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On a recent August afternoon in Los Angeles, Michelle Joan Papillion was taking a break inside her sprawling, whitewashed gallery in Leimert Park. She was a few days away from finishing preparations for a new exhibit and was enjoying a rare moment of peace before an upcoming opening.

Papillion, in a loose-fitting tank and skirt, hasn’t had many of those moments lately.

This story first appeared in the August 29, 2014 issue of WWD. Subscribe Today.

Since she opened her first gallery four years ago, the 32-year-old has emerged as one of L.A.’s gallerists to watch, thanks to her hit shows and prominent supporters, like Jeffrey Deitch and Franklin Sirmans, chief curator at the Los Angeles County Museum of Art.

“I wanted to be stimulated by many different things and different types of people in one space,” she says casually by way of explaining her rise in the art world. “And I know how to do that through art.”

Papillion grew up in Oakland with a deep interest in the arts, though she wasn’t quite sure what form that interest would take. After high school, she pursued an art history degree at Howard University in Washington, D.C., but her real education came from the people she encountered socially on trips to gallery openings in Manhattan in the early Aughts.

“I was smart enough to know that I didn’t know anything and I was smart enough to hang out with the people who did,” she says. “For me it was easy to fall into these art circles of some people who were influential. I wasn’t aware of it at the moment. I just observed and watched and studied.” It was during that time she met Deitch, the founder of Deitch Projects who’d later become for a bit the director of the Museum of Contemporary Art, Los Angeles.

“Michelle is one of the rare people who really have the instinct to understand what’s important in art. I admire her for that,” says Deitch, who now splits his time between New York and L.A. “She’s got great personal style and she’s very good at engaging with people. She also has very strong motivation. A number of successful art dealers have that, but to have a combination of all these attributes is very special.”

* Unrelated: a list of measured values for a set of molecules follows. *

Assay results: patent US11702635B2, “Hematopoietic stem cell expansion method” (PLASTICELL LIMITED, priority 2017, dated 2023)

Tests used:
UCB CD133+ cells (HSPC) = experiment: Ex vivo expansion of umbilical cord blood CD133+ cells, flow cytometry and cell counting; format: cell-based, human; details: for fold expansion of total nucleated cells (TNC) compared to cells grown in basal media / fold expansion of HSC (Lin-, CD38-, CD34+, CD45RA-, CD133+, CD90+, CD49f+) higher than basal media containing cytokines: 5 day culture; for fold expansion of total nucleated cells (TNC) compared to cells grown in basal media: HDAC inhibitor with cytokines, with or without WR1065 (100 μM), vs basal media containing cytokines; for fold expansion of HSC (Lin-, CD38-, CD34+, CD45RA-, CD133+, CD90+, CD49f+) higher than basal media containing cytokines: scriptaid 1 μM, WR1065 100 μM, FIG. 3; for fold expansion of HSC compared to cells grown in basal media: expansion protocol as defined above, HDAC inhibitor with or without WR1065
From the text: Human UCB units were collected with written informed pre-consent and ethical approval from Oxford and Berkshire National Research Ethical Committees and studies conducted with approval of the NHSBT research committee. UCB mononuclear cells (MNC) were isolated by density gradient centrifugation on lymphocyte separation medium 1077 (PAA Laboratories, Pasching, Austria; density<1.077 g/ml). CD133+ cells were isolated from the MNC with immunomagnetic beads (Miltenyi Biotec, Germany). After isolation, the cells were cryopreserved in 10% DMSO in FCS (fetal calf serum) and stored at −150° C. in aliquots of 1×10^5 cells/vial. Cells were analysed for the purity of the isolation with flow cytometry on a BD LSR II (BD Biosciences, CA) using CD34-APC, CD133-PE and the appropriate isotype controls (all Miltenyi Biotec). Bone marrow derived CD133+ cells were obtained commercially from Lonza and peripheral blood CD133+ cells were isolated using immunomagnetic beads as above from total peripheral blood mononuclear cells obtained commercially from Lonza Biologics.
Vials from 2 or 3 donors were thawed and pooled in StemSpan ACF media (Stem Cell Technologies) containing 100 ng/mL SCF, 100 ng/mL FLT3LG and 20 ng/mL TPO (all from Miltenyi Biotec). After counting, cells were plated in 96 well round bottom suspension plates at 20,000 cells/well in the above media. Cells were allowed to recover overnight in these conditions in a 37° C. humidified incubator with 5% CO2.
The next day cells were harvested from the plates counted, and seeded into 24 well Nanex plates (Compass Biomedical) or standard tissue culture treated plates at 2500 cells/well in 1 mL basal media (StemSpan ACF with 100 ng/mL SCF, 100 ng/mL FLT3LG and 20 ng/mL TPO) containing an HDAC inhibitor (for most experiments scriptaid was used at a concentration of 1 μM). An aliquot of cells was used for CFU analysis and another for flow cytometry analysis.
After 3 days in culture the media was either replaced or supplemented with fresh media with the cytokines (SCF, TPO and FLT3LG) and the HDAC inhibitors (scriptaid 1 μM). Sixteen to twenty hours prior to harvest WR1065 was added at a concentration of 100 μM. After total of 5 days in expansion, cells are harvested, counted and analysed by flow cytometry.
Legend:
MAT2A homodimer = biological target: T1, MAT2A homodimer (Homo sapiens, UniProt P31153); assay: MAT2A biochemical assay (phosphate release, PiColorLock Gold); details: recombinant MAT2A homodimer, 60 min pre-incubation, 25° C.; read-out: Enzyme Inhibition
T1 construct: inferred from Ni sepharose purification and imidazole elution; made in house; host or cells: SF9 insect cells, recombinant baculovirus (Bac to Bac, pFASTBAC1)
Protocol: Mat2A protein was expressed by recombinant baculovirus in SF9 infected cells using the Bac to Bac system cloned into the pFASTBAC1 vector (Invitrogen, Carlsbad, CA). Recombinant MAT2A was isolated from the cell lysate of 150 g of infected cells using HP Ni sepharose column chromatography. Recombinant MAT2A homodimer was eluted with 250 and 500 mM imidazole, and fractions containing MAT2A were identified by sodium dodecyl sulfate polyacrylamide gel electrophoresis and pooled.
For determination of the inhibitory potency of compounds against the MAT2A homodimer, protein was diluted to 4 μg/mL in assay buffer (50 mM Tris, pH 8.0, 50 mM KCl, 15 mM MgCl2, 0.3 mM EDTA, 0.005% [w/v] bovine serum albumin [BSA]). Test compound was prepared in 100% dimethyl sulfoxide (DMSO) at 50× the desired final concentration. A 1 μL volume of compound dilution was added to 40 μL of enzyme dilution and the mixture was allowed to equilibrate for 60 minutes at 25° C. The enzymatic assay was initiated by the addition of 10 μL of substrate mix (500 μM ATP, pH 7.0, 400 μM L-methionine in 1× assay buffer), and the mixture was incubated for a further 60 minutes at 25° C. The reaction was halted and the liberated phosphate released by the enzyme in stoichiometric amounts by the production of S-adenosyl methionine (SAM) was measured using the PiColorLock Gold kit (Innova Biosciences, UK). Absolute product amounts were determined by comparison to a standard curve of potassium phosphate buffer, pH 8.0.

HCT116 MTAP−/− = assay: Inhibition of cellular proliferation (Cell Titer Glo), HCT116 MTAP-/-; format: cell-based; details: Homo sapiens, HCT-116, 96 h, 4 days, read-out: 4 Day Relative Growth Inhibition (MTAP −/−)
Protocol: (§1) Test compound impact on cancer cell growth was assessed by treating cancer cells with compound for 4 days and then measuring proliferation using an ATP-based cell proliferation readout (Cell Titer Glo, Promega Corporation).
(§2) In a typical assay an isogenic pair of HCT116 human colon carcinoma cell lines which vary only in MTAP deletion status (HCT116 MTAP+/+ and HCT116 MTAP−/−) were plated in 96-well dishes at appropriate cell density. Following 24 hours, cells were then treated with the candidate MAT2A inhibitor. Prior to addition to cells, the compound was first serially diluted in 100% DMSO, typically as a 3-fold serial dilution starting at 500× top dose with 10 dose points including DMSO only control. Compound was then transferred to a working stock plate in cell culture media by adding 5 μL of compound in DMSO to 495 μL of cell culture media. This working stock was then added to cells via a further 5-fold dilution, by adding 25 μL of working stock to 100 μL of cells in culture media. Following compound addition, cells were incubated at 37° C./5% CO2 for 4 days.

After seven years living in New York, where she worked as an independent curator, Papillion returned to the West Coast in 2008 and in two years opened her first gallery, the Papillion Institute of Art, in downtown Los Angeles.

When it came time to expand, she eschewed hot spots such as Hollywood and Culver City and instead settled on a light-soaked spot just east of Crenshaw in Leimert Park Village in the historic, predominantly black neighborhood. Occupying the space that once housed the Brockman Gallery — the city’s first African-American-owned commercial gallery — and later, arts patron Eileen Harris Norton’s Leimert Project, Papillion’s gallery has been received as further proof that the once-troubled area is undergoing a renaissance. “She is part of a new identity of the neighborhood. Her gallery is becoming a symbol of the revival of the neighborhood,” Deitch says.

When the 2,800-square-foot gallery, called simply Papillion, opened in February, some 500 people came, among them Deitch and Jay Jopling, the prominent English dealer.

With her downtown gallery temporarily closed until 2015, Papillion is focusing her resources on Leimert Park, which on Saturday opens a new solo show by the up-and-coming artist Kenturah Davis.

“When I thought about this neighborhood, the potential was vast. There is no ceiling as to what can be done,” she says. “I do believe history will be made.”